The ukulele was not something I had ever given much thought to. I have never been very musical and have always been reluctant to sing out loud (except when I’m alone in the car). Now I cannot believe how much richer my life has become because of the ukulele.
I was born in the Scottish Borders. We moved while I was still quite young to North Wales and then on to the beautiful Lake District in Cumbria. I lived in several other places but ended up in the historical city of York.
Coming to Australia
In 1991, in my late 20’s, I came to Australia for a 6-month holiday (which turned into 12 months), to visit my sister who had emigrated a couple of years earlier with her family. She loved Australia and was desperate to show off this great new country of hers.
As fate would have it, I met my husband here and Australia became my permanent home too. I am very fortunate as my other sister and family emigrated here as did my father. I am still happily married to John and we have two grown up children whom I adore.
Finding the ukulele
Linda Gough (from the Ferny Grove jam) and I have been great friends for many years. She lived in my street and gave my children guitar lessons.
Linda wanted to teach ukulele and asked me to give her a hand with some admin in setting up and running the group. I was looking after my elderly father at the time and jumped at the chance to escape for a couple of hours and meet new people.
This is when I first discovered that ukulele players are fabulous people!
I had no intention of playing but the students had other ideas and I wasn’t allowed to sit quietly at the back and listen. Linda miraculously pulled a spare uke out of nowhere and my ukulele adventure began. That was more than six years ago and Linda’s Uke’N’Sing is going from strength to strength. I am still helping and playing.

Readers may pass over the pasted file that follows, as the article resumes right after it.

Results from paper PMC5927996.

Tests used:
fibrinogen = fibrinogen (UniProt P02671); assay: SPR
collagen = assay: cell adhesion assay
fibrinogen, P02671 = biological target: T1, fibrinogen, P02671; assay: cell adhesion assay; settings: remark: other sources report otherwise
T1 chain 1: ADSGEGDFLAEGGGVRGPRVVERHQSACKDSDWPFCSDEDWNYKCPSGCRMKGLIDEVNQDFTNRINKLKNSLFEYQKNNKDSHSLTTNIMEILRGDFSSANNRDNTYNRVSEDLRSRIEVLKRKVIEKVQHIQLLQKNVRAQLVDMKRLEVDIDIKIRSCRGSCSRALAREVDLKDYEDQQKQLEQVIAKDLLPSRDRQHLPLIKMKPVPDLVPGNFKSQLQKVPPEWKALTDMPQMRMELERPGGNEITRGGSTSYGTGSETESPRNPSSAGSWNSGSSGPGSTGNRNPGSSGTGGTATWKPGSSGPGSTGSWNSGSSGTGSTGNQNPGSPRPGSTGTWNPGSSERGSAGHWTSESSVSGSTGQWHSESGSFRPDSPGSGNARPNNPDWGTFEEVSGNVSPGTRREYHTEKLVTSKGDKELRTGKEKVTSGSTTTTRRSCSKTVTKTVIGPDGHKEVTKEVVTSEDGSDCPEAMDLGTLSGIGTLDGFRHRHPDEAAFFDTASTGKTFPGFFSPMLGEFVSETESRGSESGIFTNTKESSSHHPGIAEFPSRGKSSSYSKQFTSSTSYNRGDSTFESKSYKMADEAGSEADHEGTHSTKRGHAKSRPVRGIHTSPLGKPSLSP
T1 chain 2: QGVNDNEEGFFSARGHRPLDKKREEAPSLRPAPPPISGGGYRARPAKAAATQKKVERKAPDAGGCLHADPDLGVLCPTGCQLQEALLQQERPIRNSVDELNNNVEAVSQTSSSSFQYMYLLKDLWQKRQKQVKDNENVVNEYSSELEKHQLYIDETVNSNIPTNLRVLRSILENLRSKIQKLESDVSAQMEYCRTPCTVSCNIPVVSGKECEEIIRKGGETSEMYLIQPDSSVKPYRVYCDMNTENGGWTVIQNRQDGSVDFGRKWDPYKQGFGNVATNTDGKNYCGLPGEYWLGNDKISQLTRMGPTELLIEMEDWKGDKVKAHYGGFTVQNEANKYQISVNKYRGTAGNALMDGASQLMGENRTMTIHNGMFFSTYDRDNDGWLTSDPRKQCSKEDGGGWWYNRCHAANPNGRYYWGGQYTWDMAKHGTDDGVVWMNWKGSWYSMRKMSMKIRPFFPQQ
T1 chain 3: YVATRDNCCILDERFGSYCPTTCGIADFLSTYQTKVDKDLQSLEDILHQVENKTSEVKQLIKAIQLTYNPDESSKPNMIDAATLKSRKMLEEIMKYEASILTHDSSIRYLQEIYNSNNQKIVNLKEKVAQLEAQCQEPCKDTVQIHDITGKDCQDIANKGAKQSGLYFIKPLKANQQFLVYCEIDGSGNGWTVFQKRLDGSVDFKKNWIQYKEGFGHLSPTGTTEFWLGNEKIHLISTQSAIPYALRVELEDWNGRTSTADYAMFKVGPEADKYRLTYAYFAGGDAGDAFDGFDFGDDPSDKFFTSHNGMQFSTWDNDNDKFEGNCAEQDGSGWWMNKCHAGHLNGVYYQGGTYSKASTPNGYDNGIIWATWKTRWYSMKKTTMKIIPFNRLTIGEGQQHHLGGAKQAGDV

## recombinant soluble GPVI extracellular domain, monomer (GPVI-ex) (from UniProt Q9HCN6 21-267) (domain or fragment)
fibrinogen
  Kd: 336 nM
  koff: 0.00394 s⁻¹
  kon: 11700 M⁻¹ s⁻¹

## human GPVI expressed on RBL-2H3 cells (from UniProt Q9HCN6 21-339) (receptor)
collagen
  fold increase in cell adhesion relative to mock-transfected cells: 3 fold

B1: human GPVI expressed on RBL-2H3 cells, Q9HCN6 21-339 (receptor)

The natural progression from being part of Linda’s Uke’N’Sing was to also become a BUMS member. I have been involved in quite a few group performances with Linda’s two performance groups Daytrippers and Nightriders. We love to perform at Age Care facilities and have been to quite a few different ones. It’s great to see people singing along with us, some join in with a tambourine or a shaker and even dancing along to the music.
Our two groups get together at Christmas to perform at the Hill’s Carols in the Park (at Ferny Hills) and that is always lots of fun.
You might have seen me at the Ferny Grove jam where I help set up the room and the stage and, of course, enjoy the jam.
While I was at a ukulele festival, I was introduced to the D’Jembe. I did a workshop out of a mild interest while there and I loved it! I couldn’t help myself and had to buy one. I now have two and for someone who doesn’t like to be noticed it’s certainly out there. Loud and proud!
We have a couple of people in the groups who also play the D’Jembe and so it’s become part of our performances.
Linda invited me to go on a cruise a few years ago on the Great Barrier Reef. It was a wonderful opportunity help Linda teach ukulele. It was a ten-day cruise and we only had to teach on sea days. But it was so much fun we found ourselves doing impromptu jam sessions most days.
While in Cairns we got together with the Cairns equivalent of BUMS, CHUG, for a jam.
It was a fabulous experience in many ways. I had never been on a cruise nor had I been snorkelling or to some of the places we visited.
To me, it isn’t about the talent or skill, but my enjoyment comes from being part of something, where everyone is having a great time.
I’ve found the ukulele community to be very accepting. People don’t judge you, but encourage you to give it a go, take part and have fun. I am still not terribly musical nor a particularly good player (probably my own fault as I don’t practice enough).
But through the ukulele I’ve found wonderful friendships. I’ve been inspired to try new things and uplifted by people around me taking on the challenges of life. Making music is great exercise for the old grey matter and my stiffening hands – and brings me such joy!